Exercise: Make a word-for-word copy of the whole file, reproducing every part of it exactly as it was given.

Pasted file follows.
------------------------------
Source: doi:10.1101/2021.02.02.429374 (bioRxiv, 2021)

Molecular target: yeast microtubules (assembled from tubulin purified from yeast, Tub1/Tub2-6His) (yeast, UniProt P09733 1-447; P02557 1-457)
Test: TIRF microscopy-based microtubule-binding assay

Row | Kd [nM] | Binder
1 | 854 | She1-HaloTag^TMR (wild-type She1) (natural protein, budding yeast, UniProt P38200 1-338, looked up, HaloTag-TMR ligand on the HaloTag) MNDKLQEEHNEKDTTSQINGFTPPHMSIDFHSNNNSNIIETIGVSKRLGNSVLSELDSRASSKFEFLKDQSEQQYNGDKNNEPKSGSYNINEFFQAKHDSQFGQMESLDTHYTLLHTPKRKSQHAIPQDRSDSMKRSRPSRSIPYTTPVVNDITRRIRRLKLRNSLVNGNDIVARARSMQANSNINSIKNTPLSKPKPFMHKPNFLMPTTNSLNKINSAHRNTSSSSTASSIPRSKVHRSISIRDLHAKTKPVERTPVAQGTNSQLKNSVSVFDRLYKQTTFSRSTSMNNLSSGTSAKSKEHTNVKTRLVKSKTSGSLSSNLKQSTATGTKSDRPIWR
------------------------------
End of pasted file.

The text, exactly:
Source: doi:10.1101/2021.02.02.429374 (bioRxiv, 2021)

Molecular target: yeast microtubules (assembled from tubulin purified from yeast, Tub1/Tub2-6His) (yeast, UniProt P09733 1-447; P02557 1-457)
Test: TIRF microscopy-based microtubule-binding assay

Row | Kd [nM] | Binder
1 | 854 | She1-HaloTag^TMR (wild-type She1) (natural protein, budding yeast, UniProt P38200 1-338, looked up, HaloTag-TMR ligand on the HaloTag) MNDKLQEEHNEKDTTSQINGFTPPHMSIDFHSNNNSNIIETIGVSKRLGNSVLSELDSRASSKFEFLKDQSEQQYNGDKNNEPKSGSYNINEFFQAKHDSQFGQMESLDTHYTLLHTPKRKSQHAIPQDRSDSMKRSRPSRSIPYTTPVVNDITRRIRRLKLRNSLVNGNDIVARARSMQANSNINSIKNTPLSKPKPFMHKPNFLMPTTNSLNKINSAHRNTSSSSTASSIPRSKVHRSISIRDLHAKTKPVERTPVAQGTNSQLKNSVSVFDRLYKQTTFSRSTSMNNLSSGTSAKSKEHTNVKTRLVKSKTSGSLSSNLKQSTATGTKSDRPIWR